As promised, friend and fellow running bloggerFrancis called me up and we hooked up out in front of the Expo center. Francis qualifying time for this race was something like 3:10. He’s worked so hard over the past 2 years to get to Boston, I was really happy for him. Francis had heard that Ryan Hall was signing autographs , so we went back inside and got in a line that seemed to wrap around the entire Expo floor. Hall was only signing autographs until noon and the line was so long, I thought for sure we wouldn’t make it. But, after an hour of inching our way forward , we made it to the front got out posters signed! This may sound crazy, but I didn’t really know who Ryan Hall was until I read about him later that evening. I know Francis was a huge fan, so Im happy he got to meet him.
In addition to seeing Ryan , I also got to talk to and meet with the Hoyts . These guys are amazing .

Dick Hoyt
Ryan Hall
Francis and I

By 2 pm the Expo was so crowed, I was getting claustrophobic and decided I’d had enough . From the Expo I set off on foot do some sightseeing in the area. I wish I had spend more time checking out downtown Boston. There’s so much to see. Next time I will for sure.

Here are some pictures taken in and around the Expo as well as the Downtown Boston area.

Sunday at 5 am, Mike , myself and his crew all met in front of the Hotel for the drive out to Hopkinton ( the town the race actually starts in). The Oxygen company that was helping sponsor Mike for this marathon, actually flew a couple of there people out to Boston and provided us with a cozy van that took us out to the starting village. The ride from Boston to Hopkinton only took about 60 minutes, compared to 2 hours it would have taken on the jammed packed buses that were hauling most of the runners.
Bright eyes and bushy tailed at 5 in the morning
No more room. Lets' put Mike in the trunk.

We arrived in Hopkinton at about 7 am and were allowed to hangout at a special gym across the street from the starting Village where all the wheelchair athletes were warming up. They provided us with foam pads to lay on and free hot and cold beverages to hydrate. After Mike put the finishing touches on his O2 cart, we wandered outside to watch all the pre-race stuff.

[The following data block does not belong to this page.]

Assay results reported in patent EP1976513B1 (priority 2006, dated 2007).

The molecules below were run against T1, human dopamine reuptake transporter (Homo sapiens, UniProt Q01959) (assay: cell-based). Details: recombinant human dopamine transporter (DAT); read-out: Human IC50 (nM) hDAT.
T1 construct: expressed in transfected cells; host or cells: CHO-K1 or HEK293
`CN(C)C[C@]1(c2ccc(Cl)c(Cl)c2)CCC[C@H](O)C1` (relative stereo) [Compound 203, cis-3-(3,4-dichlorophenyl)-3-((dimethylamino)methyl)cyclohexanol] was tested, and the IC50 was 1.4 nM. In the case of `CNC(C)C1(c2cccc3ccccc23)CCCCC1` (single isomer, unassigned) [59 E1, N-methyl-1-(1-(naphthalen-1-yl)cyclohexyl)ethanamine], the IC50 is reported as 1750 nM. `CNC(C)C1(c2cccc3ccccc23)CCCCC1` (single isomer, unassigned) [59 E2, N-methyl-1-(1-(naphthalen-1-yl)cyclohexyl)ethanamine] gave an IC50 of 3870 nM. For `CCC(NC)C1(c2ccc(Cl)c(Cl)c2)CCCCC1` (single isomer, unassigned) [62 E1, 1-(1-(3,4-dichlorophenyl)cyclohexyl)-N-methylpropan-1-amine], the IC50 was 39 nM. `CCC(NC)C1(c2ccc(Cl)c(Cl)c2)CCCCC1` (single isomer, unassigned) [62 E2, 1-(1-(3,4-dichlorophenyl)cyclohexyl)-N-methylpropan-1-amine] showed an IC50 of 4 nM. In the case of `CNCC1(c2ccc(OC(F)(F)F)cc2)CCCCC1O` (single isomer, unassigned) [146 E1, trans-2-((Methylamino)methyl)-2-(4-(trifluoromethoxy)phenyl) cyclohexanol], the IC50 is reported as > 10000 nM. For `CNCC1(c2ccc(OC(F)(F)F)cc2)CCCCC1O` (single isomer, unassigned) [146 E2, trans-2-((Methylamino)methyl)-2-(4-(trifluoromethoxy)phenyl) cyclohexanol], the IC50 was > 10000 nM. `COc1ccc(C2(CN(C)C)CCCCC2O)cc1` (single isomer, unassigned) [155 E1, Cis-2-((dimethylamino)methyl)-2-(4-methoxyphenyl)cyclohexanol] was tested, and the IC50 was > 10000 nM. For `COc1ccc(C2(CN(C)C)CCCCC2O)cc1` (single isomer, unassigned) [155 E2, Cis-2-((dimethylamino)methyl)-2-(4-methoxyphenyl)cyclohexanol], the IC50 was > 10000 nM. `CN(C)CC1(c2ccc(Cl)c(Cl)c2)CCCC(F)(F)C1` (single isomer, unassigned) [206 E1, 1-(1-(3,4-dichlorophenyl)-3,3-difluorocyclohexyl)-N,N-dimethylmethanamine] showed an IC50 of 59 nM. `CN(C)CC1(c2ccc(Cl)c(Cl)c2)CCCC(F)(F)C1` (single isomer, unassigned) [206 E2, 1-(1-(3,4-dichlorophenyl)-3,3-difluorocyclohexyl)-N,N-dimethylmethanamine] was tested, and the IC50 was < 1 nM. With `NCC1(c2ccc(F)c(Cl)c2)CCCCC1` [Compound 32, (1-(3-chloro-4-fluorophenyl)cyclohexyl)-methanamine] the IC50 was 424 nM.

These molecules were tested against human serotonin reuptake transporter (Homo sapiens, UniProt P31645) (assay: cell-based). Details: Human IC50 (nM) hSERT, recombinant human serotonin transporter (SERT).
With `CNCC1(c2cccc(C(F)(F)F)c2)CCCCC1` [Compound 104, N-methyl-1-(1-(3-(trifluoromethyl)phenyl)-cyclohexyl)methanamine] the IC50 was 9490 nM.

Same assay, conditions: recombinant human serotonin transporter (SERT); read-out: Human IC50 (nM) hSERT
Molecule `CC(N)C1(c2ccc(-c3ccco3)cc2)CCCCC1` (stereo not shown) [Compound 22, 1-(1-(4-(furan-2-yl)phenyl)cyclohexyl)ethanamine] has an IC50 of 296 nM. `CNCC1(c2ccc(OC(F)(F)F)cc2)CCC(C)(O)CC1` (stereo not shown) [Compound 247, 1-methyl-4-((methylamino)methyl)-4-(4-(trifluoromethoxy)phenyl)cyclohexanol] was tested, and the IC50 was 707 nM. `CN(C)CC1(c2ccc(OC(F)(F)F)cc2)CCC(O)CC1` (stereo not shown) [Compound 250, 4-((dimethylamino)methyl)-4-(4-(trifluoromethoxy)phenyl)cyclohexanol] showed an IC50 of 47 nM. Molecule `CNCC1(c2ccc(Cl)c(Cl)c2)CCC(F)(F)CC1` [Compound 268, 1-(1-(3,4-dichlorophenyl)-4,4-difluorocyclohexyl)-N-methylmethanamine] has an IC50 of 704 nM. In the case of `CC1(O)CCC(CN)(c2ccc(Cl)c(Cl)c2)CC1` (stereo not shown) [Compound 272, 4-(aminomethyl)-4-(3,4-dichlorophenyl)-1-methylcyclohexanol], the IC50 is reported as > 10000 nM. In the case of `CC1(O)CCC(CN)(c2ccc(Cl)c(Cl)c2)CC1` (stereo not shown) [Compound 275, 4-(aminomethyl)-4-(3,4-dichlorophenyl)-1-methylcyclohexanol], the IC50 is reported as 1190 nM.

There were tons of Satellite TV trucks and News Vans parked out front. We were interviewed by several News organization ,but I cant really remember which ones ( it was all happening so fast.) I remember speaking with a couple Boston Globe Reporters , but there were others. Everyone was waving microphones and cameras in our faces, trying to find out what our story was.
Greetings from the starting line in the town of Hopkinton

As our starting time was growing closer, I was starting to get a little concerned about the weather. I had heard forecasts that were calling for a slight chance of rain in the late afternoon, but that it would be light. My biggest weather concern was the temperature. When we arrived in Hopkinton it was a freezing 33 degrees and foggy. I was debating whether or not I should wear a jacket during the race. Luckily, just minutes before the race started, the temperature had already risen to 47 degrees and the fog was starting to lift.
Here’s some pictures of the starting area:

About 30 minutes before the start we met up with our spotter and guide, Chuck. All I can say is ..thank god for Chuck! This guy had the tedious job of tailing us on his bike for 7.5 hours. Chuck was there to monitor us and be there in case we had any medical issues or if Mike had any equipment problems. I can’t tell you how reassuring it was to have someone right there on the course, encouraging you, assisting you , and making sure you had everything you needed.
One of the coolest things about having Chuck along, was that if I had to use the bathroom ( which happens a lot) I would let Chuck know ,and he would ride out ahead of us and scout out toilet locations.Then he would reserve a spot so that I wouldn’t have to wait in line when I got there. Now, thats what I call the Royal treatment!